The wonderful fact is that this team really does represent what it is to be English today. They represent Englishness and belonging. They inspire those of us from immigrant backgrounds to embrace being English and to be proud to support the team. Sport does have a way of doing that. And it is especially needed for a country that has been so divided in recent years.
In this week’s Bylines Network podcast, Chris Davis in Brighton and co-host Connor Lamb in Newcastle (North-East Bylines) have a lively and revealing discussion about what Pride means to them and share their personal experiences of growing up queer. They also interview the Labour MP for Brighton Kemptown, Lloyd Russell-Moyle, who is only the second British MP to be open about living with HIV. Their conversation proves fascinating, covering everything from the history of Pride to its subsequent commercialisation, and the empty virtue signalling or “Pride-washing” that some corporations are now guilty of. And they don’t shy away from asking perhaps the most contentious question of them all: which Brighton Pride headliner was better – Kylie or Britney?
Banning face coverings in our new, post-Covid world of legally enforceable face mask mandates sounds implausibly ironic. But that’s exactly what has happened in Switzerland.
Watching the Meghan Markle interview triggered difficult emotions for Paige Furlonge Walker, a young black British woman. The interview felt to Paige like an attack on all black people and all non-white folk. Paige felt angry, with nowhere to direct the momentum it gave her. This article is her doing something about it.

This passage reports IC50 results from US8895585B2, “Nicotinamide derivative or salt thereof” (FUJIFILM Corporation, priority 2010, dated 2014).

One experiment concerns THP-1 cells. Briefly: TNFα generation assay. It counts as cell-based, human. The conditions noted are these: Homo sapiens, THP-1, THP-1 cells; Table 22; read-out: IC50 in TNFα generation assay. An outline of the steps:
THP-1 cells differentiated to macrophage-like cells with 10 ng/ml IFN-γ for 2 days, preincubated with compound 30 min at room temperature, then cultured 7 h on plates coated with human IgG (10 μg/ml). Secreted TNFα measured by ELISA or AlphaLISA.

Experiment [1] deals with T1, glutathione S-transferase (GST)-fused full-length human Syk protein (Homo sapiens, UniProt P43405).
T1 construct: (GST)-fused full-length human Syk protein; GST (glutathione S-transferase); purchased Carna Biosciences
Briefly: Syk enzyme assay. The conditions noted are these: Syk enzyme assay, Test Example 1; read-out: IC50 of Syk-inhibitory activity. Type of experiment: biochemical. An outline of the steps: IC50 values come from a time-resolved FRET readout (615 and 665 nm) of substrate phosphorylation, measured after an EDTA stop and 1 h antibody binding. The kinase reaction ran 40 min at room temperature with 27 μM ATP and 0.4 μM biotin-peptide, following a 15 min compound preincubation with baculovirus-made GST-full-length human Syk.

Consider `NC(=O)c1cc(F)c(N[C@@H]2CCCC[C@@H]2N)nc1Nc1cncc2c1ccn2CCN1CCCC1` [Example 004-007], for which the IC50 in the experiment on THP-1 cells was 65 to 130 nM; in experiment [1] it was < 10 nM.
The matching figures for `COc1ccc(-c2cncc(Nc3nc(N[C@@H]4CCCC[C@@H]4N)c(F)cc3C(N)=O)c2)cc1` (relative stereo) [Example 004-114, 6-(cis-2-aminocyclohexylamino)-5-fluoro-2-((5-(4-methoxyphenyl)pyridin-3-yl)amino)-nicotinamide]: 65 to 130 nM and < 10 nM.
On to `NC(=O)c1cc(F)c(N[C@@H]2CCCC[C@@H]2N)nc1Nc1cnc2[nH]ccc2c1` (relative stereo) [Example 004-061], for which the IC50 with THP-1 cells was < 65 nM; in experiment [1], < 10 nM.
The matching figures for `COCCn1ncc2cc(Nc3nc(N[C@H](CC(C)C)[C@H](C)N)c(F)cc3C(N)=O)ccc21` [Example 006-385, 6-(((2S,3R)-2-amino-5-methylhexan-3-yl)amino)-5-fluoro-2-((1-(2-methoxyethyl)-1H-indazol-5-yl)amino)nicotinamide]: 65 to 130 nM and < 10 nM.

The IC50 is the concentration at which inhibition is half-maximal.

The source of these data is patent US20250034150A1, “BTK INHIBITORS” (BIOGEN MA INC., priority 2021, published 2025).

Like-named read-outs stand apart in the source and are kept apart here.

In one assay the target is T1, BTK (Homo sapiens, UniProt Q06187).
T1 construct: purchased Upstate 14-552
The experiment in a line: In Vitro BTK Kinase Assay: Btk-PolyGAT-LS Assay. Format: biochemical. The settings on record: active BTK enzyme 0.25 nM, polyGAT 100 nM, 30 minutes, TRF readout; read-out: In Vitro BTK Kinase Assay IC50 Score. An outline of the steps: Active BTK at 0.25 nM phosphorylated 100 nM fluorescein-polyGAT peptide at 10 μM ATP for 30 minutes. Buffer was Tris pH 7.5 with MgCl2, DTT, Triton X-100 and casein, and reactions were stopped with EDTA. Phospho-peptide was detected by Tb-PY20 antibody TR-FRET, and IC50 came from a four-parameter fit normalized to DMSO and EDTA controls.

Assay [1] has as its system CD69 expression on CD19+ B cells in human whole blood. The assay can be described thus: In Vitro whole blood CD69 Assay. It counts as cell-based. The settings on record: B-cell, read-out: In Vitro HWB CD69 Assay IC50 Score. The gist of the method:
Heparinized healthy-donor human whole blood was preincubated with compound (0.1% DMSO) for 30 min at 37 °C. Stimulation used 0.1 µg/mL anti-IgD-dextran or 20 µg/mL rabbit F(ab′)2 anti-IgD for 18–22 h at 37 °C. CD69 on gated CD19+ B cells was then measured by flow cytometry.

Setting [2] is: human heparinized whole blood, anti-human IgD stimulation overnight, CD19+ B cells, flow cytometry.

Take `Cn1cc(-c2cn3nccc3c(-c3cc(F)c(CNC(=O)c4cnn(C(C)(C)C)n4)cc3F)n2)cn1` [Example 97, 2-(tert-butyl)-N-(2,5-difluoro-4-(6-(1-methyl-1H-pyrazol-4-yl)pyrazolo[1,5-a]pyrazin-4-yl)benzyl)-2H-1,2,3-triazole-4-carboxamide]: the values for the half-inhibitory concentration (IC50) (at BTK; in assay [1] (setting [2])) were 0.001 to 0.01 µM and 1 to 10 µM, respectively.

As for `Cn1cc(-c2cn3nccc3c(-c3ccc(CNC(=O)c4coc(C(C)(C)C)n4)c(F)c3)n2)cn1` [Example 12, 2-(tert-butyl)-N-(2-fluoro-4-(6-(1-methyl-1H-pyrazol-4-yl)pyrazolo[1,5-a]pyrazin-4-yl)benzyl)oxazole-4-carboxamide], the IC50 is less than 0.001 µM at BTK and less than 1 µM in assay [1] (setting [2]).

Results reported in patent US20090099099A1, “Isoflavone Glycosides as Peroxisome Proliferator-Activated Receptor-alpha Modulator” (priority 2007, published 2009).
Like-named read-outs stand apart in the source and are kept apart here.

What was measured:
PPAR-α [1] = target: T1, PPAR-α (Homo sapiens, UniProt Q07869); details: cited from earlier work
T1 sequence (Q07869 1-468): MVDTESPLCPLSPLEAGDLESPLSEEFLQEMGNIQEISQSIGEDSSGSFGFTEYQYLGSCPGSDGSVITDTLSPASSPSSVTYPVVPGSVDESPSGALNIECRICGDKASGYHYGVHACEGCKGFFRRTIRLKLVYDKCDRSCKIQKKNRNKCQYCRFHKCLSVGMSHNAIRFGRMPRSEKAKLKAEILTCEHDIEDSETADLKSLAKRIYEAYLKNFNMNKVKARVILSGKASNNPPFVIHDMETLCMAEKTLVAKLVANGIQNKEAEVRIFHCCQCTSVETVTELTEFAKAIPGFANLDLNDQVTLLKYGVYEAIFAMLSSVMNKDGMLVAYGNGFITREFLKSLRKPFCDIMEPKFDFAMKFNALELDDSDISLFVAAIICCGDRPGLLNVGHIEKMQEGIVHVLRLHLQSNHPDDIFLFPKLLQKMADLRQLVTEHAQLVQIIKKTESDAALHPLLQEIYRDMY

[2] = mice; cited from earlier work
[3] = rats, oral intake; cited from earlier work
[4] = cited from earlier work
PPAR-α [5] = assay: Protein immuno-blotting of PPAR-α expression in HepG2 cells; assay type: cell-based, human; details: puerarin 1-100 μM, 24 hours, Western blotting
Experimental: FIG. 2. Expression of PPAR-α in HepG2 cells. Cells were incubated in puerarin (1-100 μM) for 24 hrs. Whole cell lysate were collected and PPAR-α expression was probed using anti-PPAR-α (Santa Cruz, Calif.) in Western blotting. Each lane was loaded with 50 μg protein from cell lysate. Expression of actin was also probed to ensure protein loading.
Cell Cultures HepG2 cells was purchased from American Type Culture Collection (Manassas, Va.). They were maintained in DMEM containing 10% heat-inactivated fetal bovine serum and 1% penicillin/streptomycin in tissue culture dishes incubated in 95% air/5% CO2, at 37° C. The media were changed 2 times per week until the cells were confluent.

This week’s Bylines Network podcast comes from Sussex: Mo Kanjilal and Stephanie Prior in conversation about the importance of encouraging representation at a local level.
Meghan Markle talking about British society stirred up a lot of feelings for Mo Kanjilal and many other people of colour. The fragility of your legitimacy in being British if you are not white is always there. It might not be on the surface all the time, but it is always there, and you don’t know when it’s going to come to the fore.
As Kamala Harris took the oath to become vice-president of the USA, she became the first woman and the first person of colour in this role. People are inspired by her, what she represents and the role model she is. But is she being held to different standards because she is the first?